“In the control of pests like insects that can harm the plants, we use ‘beneficial insects’. We have certain insects that transmit viruses from one plant to another but if you put ladybirds in the greenhouse they eat the bad insects. Two years ago we weren’t able to produce cucumbers due to insect attacks, but now we can produce it year round.
“We also use natural products like neem oil; the neem tree produces seeds that contain oil that is a natural pesticide.
“We also grow plants together – for example, in the case of eggplants, they are much more attractive for bad insects than say, bell peppers. So if we have bell peppers in the greenhouse we plant eggplants next to them so all the bad insects will go to the eggplants and not attack the bell peppers.”
Naturally though, these practices result in higher production costs, making organic foods more expensive for consumers, which Marius cites as one of the biggest potential obstacles for the organic industry.
The ultimate question then, is if consumers are willing to pay the price for their health and
“There is of course a price difference between organic and conventionally grown, but it still remains a niche market,” Marius notes.
“People that are aware of health concerns and pay specific attention to healthy eating are eating [organic] more.
“There was a time when it was fashionable to buy organic, but I don’t really see that here; our clients are people who are aware of the risks of products being grown with chemicals and pesticides.
“The advantages, of course, are that you’re sure you’re not eating anything that could be contaminated with chemically-produced products, especially pesticides. There are a lot of side effects; more of these materials are being diagnosed as the cause of diseases, cancers and such. If you’re eating organic you know that you’re free of these residues.”
Sign up for a weekly or biweekly subscription and pick a ready-made or customised box of colourful produce to suit your taste and requirements, whether you’re a family of four or a single foodie. The contents of the box change on a weekly basis depending on what’s available. Visit: farmbox.ae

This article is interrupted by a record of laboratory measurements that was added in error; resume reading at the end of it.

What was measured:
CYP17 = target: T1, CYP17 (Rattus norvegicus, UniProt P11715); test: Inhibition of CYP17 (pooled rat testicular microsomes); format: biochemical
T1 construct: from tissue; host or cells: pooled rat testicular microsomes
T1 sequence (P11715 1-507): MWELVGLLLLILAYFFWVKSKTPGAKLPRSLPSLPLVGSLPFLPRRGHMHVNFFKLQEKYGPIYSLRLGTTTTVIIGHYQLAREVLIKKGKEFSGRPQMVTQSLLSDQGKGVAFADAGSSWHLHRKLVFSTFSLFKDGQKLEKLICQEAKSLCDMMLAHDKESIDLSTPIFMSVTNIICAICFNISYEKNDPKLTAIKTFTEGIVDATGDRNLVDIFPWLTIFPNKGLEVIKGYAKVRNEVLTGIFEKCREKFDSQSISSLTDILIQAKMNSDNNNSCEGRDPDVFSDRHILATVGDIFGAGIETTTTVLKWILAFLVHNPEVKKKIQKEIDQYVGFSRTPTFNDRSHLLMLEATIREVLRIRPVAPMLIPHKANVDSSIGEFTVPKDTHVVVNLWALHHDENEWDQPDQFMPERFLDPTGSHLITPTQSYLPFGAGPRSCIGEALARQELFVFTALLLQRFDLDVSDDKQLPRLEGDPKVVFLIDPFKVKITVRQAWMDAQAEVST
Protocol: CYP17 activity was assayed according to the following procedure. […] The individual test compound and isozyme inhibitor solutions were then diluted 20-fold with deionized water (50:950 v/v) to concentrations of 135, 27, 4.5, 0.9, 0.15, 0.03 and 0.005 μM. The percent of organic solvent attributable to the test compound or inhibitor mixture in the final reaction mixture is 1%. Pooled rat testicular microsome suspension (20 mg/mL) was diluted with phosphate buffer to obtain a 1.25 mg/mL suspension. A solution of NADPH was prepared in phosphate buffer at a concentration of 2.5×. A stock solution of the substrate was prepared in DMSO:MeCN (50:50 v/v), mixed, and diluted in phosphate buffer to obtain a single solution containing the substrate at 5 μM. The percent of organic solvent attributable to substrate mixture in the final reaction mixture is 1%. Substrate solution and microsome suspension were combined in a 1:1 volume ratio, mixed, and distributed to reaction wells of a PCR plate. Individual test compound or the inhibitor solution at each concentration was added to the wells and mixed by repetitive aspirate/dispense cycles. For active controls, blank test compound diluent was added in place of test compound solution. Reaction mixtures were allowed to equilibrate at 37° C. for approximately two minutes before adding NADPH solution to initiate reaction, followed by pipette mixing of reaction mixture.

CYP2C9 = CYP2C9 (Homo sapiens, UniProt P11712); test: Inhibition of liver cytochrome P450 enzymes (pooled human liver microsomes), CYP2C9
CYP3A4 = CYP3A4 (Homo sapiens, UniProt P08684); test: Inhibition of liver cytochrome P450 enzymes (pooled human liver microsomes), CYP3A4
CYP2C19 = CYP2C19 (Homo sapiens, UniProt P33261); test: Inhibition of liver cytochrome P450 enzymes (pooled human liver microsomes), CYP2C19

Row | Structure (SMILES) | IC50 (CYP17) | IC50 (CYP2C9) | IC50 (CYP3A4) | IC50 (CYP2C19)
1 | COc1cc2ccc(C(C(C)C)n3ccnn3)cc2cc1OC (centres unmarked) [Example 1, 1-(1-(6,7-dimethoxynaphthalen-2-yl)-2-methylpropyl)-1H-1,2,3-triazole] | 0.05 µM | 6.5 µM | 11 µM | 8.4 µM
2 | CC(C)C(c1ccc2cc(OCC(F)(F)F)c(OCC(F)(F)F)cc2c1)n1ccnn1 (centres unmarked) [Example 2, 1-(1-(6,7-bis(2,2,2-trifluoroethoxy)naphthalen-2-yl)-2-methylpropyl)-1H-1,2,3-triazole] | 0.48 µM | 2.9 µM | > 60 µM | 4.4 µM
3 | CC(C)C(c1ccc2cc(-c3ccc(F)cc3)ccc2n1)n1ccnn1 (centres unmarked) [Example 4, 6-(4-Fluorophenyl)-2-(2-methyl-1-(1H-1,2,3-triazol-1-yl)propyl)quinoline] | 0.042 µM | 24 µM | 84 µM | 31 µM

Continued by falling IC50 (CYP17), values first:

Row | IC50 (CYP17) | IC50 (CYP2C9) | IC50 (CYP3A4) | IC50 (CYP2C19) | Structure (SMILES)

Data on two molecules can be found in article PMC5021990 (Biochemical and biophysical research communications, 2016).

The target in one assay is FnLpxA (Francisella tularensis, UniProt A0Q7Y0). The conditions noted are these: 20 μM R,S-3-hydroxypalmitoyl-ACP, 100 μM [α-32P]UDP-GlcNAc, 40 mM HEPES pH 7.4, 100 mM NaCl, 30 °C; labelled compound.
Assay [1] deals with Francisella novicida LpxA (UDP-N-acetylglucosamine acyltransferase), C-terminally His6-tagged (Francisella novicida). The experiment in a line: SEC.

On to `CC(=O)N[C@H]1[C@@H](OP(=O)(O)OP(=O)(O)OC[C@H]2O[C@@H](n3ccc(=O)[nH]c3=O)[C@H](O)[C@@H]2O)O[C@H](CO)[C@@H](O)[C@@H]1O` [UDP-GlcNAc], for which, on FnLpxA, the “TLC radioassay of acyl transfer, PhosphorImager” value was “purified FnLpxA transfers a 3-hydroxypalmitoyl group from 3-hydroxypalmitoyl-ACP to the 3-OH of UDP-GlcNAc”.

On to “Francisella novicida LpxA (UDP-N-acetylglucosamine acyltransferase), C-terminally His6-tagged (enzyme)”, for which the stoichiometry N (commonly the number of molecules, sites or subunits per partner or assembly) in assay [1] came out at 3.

Food 4 Life
The concept at this online organic shop is simple: Pick a box that’s packed with everything from veggies to eggs then wait for your home delivery. Choose from one-time delivery, or sign up for weekly or biweekly orders. Visit: food4life.ae
Integrated Green Resources
From its Abu Dhabi farm, this organic producer distributes various products to local supermarkets including Spinneys, LuLu and Carrefour. You can also shop online through its e-commerce platform, The Honest Counter. Visit: thehonestcounter.com
This community-oriented company sells everything from organic vegetables to local honey and tea. Order online for delivery to your door, collect your order from a pop-up location at jones the grocer in Al Raha Gardens on Mondays or The Collection at The St Regis Saadiyat Island on Fridays, or visit the weekly market at Umm Al Emarat Park on Saturdays. Opening times vary. Visit: ripeme.com
Organic Foods & Café
One of the first dedicated supermarkets and cafes for organic produce in Abu Dhabi, this family-run business stocks handpicked products, including fruits and vegetables, pasta, dairy products, meat and chocolate. Nation Galleria, Corniche West. Daily 9am-11pm. Contact: 02 665 4244, organicfoodsandcafe.com
Mawasim Organic Supermarket
This Abu Dhabi-based farm supplies organic produce to local supermarkets such as LuLu, Spinneys and Carrefour, or you can buy direct online or from the dedicated supermarket on Al Khaleej Al Arabi Street, near Abu Dhabi CoOp. Daily 9am-10pm. And don’t miss the roopftop organic market at The Mall at WTCAD hosted daily from 1pm to 9pm. Contact: 800 629 2746, mawasim.ae
Greenheart Organic Farms
Offering UAE-wide, next-day delivery, this organic farm produces and sells locally grown fruits and vegetables as well as dry products such as bread, meat, snacks and cheese.
WORDS Rachael Perrett